Doria takes Meirelles and spending cap to sell candidacy to US investors


On his first international trip after being confirmed as a candidate for president in 2022 in the PSDB’s caucuses, Governor João Doria (SP) recovered a weapon used by Michel Temer (MDB) when taking over the Planalto in 2016.

In conversations with investors in New York, where he leads a business mission and opened a trade promotion office for the São Paulo government this Thursday (2), Doria took out Henrique Meirelles and the spending ceiling to present himself as a liberal and responsible candidate in the economy.

The former finance minister, now his secretary in the area, was named the coordinator of his economic program.

The toucan has already met former mayor Michael Bloomberg, with the direction of Bank of America, Goldman Sachs bank and Morgan Stanley on Wednesday (1). This Thursday, he will also speak at JP Morgan and, on Friday, with investors, the Council of the Americas, Itaú and the largest fund manager in the world, Blackrock.

“There is fiscal instability and political instability. Investors want stability, because they are not speculative investments, but rather long-term,” stated Doria.

“The situation is very similar to that of 2016, when I took over the Ministry of Finance,” said Meirelles. In office, he delivered an administrative reform to which he credits the slack of R$ 50 billion in investments until the end of 2022, a record in the state’s recent history.

That year, after the impeachment of Dilma Rousseff (PT), Meirelles was called by the new president, Michel Temer, to try to get around the recession that had lasted more than a year. “The issue was responsibility, but also fiscal credibility. Upon regaining confidence, we lowered the Brazil risk and other indicators, controlling inflation.”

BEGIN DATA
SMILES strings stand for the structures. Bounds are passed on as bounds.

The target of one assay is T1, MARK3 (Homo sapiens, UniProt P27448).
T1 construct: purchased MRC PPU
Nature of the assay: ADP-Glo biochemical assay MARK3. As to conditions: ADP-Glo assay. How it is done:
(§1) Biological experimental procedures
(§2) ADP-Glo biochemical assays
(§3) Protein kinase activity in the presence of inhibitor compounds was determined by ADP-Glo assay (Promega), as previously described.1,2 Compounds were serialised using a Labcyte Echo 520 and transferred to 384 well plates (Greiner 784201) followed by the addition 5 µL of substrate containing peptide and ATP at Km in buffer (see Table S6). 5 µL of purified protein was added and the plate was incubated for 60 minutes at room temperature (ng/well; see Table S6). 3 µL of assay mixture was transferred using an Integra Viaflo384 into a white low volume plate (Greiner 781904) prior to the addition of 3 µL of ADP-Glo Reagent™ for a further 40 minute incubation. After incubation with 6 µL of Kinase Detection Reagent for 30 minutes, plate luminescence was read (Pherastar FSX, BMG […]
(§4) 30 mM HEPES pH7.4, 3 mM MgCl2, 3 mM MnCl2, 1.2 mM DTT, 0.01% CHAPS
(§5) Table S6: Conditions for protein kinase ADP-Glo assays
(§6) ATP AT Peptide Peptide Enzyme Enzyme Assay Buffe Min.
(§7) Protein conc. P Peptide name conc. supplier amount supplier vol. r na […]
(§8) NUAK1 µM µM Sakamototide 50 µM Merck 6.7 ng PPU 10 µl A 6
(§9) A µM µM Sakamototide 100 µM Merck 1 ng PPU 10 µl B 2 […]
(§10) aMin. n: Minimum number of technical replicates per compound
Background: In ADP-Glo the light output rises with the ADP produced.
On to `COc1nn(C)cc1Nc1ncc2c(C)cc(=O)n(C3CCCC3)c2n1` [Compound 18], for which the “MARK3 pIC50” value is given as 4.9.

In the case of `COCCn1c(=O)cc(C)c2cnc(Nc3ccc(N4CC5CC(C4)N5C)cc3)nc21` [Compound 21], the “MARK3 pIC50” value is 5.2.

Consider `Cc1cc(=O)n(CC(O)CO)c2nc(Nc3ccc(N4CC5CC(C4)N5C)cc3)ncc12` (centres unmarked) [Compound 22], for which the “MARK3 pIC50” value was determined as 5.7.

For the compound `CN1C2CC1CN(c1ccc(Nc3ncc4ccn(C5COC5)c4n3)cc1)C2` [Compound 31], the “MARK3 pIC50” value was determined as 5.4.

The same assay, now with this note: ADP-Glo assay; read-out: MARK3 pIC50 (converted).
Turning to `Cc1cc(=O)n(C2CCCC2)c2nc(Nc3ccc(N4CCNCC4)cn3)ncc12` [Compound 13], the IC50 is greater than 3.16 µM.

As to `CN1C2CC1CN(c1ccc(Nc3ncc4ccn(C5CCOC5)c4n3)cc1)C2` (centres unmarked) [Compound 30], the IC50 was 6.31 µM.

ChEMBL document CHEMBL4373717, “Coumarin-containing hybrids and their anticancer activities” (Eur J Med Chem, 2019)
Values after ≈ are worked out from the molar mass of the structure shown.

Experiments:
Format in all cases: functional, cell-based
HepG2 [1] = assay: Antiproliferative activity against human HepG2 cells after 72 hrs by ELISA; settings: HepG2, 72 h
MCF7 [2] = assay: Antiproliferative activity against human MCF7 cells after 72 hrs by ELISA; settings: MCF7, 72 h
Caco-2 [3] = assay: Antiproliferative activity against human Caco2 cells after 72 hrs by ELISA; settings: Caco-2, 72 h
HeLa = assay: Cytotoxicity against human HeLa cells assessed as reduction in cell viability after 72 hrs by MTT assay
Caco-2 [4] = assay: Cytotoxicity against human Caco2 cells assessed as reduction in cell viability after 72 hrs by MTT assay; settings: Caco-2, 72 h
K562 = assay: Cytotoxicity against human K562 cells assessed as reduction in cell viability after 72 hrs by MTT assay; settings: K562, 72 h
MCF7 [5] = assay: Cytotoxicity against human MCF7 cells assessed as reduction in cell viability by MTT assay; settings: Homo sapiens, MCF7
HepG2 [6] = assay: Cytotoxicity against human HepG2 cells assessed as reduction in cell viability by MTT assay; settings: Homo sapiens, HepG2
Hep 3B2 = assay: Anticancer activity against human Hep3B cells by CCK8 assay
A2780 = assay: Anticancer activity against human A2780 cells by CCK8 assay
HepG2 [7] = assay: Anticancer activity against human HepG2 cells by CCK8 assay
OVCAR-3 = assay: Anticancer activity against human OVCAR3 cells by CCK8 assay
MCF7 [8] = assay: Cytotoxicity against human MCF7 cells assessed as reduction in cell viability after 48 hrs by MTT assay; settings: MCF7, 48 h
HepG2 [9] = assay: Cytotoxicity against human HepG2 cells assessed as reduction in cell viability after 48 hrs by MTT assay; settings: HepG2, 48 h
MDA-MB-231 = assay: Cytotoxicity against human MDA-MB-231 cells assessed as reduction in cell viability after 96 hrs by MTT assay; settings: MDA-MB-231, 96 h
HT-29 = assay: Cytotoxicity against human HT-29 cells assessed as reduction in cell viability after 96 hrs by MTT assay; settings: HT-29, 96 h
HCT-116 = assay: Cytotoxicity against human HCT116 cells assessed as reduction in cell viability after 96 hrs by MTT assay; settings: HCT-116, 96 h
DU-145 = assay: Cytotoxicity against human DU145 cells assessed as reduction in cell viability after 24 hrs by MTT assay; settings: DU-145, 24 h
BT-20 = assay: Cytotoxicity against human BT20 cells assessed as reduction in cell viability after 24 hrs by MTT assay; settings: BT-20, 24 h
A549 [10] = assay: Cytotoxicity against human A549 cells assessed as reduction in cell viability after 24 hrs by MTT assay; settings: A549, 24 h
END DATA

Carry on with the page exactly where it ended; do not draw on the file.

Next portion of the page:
Meirelles credits the implementation of the spending ceiling, proposed to limit federal spending for 20 years, with such a credibility shock. And the solution for 2023? “The spending ceiling must be respected,” he said, needling the fiscal tricks of the Jair Bolsonaro (PL) government.

Doria was in the same vein. “It is absurd to pierce the ceiling, there is no humanitarian justification for this, because piercing the ceiling creates hunger,” the governor said at a press conference, repeating Meirelles’ arguments.

Meirelles, in conversation with journalists, outlined the three points that he considers most immediate for the economy: administrative reform to release resources for investment in social and infrastructure, present a new federal tax reform and support the proposal of the states that reached Congress and stimulus to privatizations and concessions below.

“We are not going to stick to acronyms. We are going to make a model suitable for the country at the moment,” he said, regarding the controversial replacement of Bolsa-Família by Auxílio Brasil.

He cites the proliferation of small and medium-sized public works in São Paulo as an example to be followed, due to their capillarity in the economy and in the generation of jobs.

As the boss already did, he defended the sale of Petrobras. “But we have to divide it into three or four companies, so as not to create a private monopoly,” he said. Doria has also defended a fund to stabilize fuel prices, funded by the winners of privatization.